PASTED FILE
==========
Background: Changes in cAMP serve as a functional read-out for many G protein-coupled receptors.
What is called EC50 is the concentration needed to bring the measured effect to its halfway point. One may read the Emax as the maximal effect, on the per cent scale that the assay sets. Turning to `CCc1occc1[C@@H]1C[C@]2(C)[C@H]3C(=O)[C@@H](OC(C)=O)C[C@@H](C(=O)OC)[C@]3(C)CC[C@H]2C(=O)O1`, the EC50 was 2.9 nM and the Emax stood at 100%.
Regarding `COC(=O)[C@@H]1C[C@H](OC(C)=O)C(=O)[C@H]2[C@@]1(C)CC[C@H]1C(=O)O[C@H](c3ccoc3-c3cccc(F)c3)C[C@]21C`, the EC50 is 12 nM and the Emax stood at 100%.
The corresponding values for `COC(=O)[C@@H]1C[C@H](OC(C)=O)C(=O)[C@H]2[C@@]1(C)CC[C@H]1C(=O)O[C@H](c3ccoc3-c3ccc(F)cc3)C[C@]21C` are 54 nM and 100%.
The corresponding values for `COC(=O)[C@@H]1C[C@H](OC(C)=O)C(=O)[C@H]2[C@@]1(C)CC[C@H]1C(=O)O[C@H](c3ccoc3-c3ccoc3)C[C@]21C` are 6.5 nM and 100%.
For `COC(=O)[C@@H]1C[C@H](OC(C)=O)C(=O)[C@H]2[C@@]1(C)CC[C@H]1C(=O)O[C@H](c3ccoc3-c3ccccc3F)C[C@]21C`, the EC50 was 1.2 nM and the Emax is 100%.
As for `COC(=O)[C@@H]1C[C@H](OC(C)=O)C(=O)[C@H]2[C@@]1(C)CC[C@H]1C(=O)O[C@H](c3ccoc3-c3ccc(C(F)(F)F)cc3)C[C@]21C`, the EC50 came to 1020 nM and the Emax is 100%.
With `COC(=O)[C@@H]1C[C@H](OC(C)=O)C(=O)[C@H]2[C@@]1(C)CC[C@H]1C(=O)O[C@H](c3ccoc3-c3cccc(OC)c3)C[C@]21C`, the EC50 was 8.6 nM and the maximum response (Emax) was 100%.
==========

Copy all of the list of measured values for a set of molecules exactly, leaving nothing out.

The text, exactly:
Background: Changes in cAMP serve as a functional read-out for many G protein-coupled receptors.
What is called EC50 is the concentration needed to bring the measured effect to its halfway point. One may read the Emax as the maximal effect, on the per cent scale that the assay sets. Turning to `CCc1occc1[C@@H]1C[C@]2(C)[C@H]3C(=O)[C@@H](OC(C)=O)C[C@@H](C(=O)OC)[C@]3(C)CC[C@H]2C(=O)O1`, the EC50 was 2.9 nM and the Emax stood at 100%.
Regarding `COC(=O)[C@@H]1C[C@H](OC(C)=O)C(=O)[C@H]2[C@@]1(C)CC[C@H]1C(=O)O[C@H](c3ccoc3-c3cccc(F)c3)C[C@]21C`, the EC50 is 12 nM and the Emax stood at 100%.
The corresponding values for `COC(=O)[C@@H]1C[C@H](OC(C)=O)C(=O)[C@H]2[C@@]1(C)CC[C@H]1C(=O)O[C@H](c3ccoc3-c3ccc(F)cc3)C[C@]21C` are 54 nM and 100%.
The corresponding values for `COC(=O)[C@@H]1C[C@H](OC(C)=O)C(=O)[C@H]2[C@@]1(C)CC[C@H]1C(=O)O[C@H](c3ccoc3-c3ccoc3)C[C@]21C` are 6.5 nM and 100%.
For `COC(=O)[C@@H]1C[C@H](OC(C)=O)C(=O)[C@H]2[C@@]1(C)CC[C@H]1C(=O)O[C@H](c3ccoc3-c3ccccc3F)C[C@]21C`, the EC50 was 1.2 nM and the Emax is 100%.
As for `COC(=O)[C@@H]1C[C@H](OC(C)=O)C(=O)[C@H]2[C@@]1(C)CC[C@H]1C(=O)O[C@H](c3ccoc3-c3ccc(C(F)(F)F)cc3)C[C@]21C`, the EC50 came to 1020 nM and the Emax is 100%.
With `COC(=O)[C@@H]1C[C@H](OC(C)=O)C(=O)[C@H]2[C@@]1(C)CC[C@H]1C(=O)O[C@H](c3ccoc3-c3cccc(OC)c3)C[C@]21C`, the EC50 was 8.6 nM and the maximum response (Emax) was 100%.